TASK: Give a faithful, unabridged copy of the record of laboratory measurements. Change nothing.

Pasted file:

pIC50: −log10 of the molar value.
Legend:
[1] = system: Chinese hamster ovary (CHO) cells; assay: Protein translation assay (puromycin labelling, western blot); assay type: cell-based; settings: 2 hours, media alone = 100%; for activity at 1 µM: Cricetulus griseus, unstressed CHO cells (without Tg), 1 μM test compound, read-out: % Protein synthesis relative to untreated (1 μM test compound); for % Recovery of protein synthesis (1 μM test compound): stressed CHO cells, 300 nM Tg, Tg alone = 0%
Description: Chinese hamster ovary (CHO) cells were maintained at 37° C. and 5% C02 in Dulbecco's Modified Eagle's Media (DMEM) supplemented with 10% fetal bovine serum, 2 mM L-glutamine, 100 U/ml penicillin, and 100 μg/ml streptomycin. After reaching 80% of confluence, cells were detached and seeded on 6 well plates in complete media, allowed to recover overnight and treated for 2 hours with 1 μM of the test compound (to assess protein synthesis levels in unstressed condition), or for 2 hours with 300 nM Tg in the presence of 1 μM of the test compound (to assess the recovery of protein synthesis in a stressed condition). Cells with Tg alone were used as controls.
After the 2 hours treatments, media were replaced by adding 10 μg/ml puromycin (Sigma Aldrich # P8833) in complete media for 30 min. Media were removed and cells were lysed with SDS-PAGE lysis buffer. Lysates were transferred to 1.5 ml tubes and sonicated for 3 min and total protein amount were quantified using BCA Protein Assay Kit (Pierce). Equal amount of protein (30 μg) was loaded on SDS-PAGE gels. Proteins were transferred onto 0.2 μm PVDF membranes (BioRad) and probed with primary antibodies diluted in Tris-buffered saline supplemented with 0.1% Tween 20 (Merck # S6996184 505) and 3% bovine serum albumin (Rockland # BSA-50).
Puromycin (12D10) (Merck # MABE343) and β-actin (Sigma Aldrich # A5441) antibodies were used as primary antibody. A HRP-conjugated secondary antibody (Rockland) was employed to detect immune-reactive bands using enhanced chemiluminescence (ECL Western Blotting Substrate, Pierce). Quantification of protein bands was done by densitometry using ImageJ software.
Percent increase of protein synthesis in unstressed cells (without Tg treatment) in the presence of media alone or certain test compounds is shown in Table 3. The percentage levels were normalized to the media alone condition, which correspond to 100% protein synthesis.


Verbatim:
pIC50: −log10 of the molar value.
Legend:
[1] = system: Chinese hamster ovary (CHO) cells; assay: Protein translation assay (puromycin labelling, western blot); assay type: cell-based; settings: 2 hours, media alone = 100%; for activity at 1 µM: Cricetulus griseus, unstressed CHO cells (without Tg), 1 μM test compound, read-out: % Protein synthesis relative to untreated (1 μM test compound); for % Recovery of protein synthesis (1 μM test compound): stressed CHO cells, 300 nM Tg, Tg alone = 0%
Description: Chinese hamster ovary (CHO) cells were maintained at 37° C. and 5% C02 in Dulbecco's Modified Eagle's Media (DMEM) supplemented with 10% fetal bovine serum, 2 mM L-glutamine, 100 U/ml penicillin, and 100 μg/ml streptomycin. After reaching 80% of confluence, cells were detached and seeded on 6 well plates in complete media, allowed to recover overnight and treated for 2 hours with 1 μM of the test compound (to assess protein synthesis levels in unstressed condition), or for 2 hours with 300 nM Tg in the presence of 1 μM of the test compound (to assess the recovery of protein synthesis in a stressed condition). Cells with Tg alone were used as controls.
After the 2 hours treatments, media were replaced by adding 10 μg/ml puromycin (Sigma Aldrich # P8833) in complete media for 30 min. Media were removed and cells were lysed with SDS-PAGE lysis buffer. Lysates were transferred to 1.5 ml tubes and sonicated for 3 min and total protein amount were quantified using BCA Protein Assay Kit (Pierce). Equal amount of protein (30 μg) was loaded on SDS-PAGE gels. Proteins were transferred onto 0.2 μm PVDF membranes (BioRad) and probed with primary antibodies diluted in Tris-buffered saline supplemented with 0.1% Tween 20 (Merck # S6996184 505) and 3% bovine serum albumin (Rockland # BSA-50).
Puromycin (12D10) (Merck # MABE343) and β-actin (Sigma Aldrich # A5441) antibodies were used as primary antibody. A HRP-conjugated secondary antibody (Rockland) was employed to detect immune-reactive bands using enhanced chemiluminescence (ECL Western Blotting Substrate, Pierce). Quantification of protein bands was done by densitometry using ImageJ software.
Percent increase of protein synthesis in unstressed cells (without Tg treatment) in the presence of media alone or certain test compounds is shown in Table 3. The percentage levels were normalized to the media alone condition, which correspond to 100% protein synthesis.